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Life after graduating from Wharton’s MBA program went fast. And slow.
I turned down a full time offer to go back to the Boston Consulting Group, foregoing free dinners at Nobu and an office that looks like this, to work out of a food court in Hell’s Kitchen.
Mostly, it sucked. But lately it’s been more fun. I’ll get to that in a minute.
In between first and second year I summered at the United Nations, and I had this grand idea to save the world.
It was an elegant theory for managing and measuring progress when there was no revenue to check against. We built it into a beautiful software platform called Systmapp, that was to totally changed the way the UN does business.
Turns out selling is hard. Selling B2B is harder. B2B, when the other B is the UN, is probably the hardest kind.
Moreover, while selling accounting software is surely hard, you’re still selling a known product to a single department. Here we invented a new product category – and one that would affect the lives of people in at least five departments: IT, Finance, Strategy, Monitoring, and Knowledge Management.
Painful doesn’t begin to describe it. Most of my time was spent waiting around, quite opposite to the fast-paced way startup life is portrayed.
In the end, we were rescued by a champion at the client who was willing to do battle on behalf of us and our product. Lesson: in B2B you can’t do it all yourself.
It took more than three years to get our first contract. But today, the UN uses our software in 50 countries around the world to deliver life-saving support.
The other lesson here? It’s going to take way longer than you think.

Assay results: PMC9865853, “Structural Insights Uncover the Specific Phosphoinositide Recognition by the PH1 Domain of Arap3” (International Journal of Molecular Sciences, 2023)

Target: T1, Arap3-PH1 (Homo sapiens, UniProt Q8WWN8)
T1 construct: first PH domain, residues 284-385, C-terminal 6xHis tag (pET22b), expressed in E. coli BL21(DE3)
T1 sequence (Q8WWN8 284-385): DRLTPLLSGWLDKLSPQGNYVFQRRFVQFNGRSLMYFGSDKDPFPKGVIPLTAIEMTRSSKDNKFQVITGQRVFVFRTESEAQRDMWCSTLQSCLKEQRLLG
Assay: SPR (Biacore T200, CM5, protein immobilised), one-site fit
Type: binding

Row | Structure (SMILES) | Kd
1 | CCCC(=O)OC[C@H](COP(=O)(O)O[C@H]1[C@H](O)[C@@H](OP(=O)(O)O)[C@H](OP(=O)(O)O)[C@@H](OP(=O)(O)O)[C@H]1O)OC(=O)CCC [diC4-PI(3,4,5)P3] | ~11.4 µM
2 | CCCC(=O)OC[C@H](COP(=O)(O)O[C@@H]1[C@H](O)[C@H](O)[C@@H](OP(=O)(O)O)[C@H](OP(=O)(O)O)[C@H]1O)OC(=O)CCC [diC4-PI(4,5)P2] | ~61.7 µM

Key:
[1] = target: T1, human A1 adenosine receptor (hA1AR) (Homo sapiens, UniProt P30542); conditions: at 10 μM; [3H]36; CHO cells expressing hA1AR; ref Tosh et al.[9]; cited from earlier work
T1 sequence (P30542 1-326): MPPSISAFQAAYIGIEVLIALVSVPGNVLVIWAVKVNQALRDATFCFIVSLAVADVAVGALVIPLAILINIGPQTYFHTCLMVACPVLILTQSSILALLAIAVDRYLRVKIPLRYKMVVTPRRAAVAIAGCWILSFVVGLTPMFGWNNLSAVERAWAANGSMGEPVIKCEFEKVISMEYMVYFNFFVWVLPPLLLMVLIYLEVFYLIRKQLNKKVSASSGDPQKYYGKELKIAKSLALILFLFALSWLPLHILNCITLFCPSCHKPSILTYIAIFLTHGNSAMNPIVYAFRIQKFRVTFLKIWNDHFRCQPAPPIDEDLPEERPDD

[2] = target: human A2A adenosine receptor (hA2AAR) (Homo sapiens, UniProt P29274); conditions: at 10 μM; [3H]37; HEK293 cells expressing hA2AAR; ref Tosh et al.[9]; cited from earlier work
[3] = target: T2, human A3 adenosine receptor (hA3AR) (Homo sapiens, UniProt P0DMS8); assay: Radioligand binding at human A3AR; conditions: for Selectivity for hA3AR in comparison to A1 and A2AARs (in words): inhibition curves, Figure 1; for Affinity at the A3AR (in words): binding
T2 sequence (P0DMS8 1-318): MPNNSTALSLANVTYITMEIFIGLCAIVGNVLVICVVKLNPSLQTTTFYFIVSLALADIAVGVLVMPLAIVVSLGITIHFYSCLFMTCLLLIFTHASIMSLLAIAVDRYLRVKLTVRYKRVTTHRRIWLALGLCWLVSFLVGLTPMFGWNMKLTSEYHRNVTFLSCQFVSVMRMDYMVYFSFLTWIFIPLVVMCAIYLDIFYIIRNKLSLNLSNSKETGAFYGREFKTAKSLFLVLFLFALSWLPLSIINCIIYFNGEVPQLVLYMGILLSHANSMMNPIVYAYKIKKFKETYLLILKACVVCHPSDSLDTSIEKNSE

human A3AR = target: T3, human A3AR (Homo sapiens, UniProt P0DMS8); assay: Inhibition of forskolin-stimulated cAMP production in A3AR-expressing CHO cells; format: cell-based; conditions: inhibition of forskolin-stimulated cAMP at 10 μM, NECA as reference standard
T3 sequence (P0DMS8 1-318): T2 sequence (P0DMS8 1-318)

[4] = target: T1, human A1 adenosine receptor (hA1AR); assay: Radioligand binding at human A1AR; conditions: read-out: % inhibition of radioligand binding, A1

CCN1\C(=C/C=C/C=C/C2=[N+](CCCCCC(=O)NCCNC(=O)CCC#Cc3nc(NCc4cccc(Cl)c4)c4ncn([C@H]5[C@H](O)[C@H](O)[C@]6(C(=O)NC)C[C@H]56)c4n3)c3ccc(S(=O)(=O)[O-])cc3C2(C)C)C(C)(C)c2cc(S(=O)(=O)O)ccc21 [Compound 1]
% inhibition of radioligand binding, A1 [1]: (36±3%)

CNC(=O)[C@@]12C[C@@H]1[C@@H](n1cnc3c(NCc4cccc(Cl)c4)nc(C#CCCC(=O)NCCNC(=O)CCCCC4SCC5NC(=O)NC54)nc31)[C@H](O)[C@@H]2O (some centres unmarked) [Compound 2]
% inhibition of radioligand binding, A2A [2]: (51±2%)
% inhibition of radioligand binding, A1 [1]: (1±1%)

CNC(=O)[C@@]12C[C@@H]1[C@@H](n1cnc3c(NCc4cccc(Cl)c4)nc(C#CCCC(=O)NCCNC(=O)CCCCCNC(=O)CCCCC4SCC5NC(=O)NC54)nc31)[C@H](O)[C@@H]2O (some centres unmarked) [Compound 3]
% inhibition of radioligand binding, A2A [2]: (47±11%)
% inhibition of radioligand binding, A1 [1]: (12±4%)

(Except when it doesn’t).
Somewhere over those hopeless years, a girl took a chance on a guy working out of a food court. The guy had to buy a diamond ring, because society basically mandates it. This also sucked.
That guy was me, and going through the ring buying process, I saw a huge hole in the market. Why had no one built a Zillow or TrueCar for this other huge purchase?
I started working with my team on the side to hack together an MVP that would search across diamond retailers and use some interesting data science to find good deals. I emailed Wharton Professor Karl Ulrich for advice, and he did us one better, joining on as an investor and advisor, and fixing some glaring mistakes before launch.
Rare Carat was born in October of 2016. We scored a Forbes writer who had recently published a book on diamonds to write a post coinciding with our launch, and what’s followed has been precisely the opposite of the first start up.
B2C is FUN (when it works). “Product market fit” forgives many mistakes, and six months in, we’ve powered nearly a million diamond searches, grown to 30 people, and gotten awesome press in TechCrunch and on NPR. We’ve found ourselves on the forefront of innovation in the jewelry industry working with IBM on Watson to build cool tech spanning Artificial Intelligence and Machine Learning.
There is still pain this time around, but it’s different: it’s firefighting the permutations of problems that arise with hundreds of thousands of users, tens of vendors, and thirty employees – as opposed to the existential problem of fighting for a single customer. While both stressful, the adrenaline of the latter situation numbs a lot of the pain.
The two journeys have been very different. The biggest entrepreneurship lesson I can share is that it’ll take five times as long and be five times more painful than you expect. But for me, it was definitely the right decision.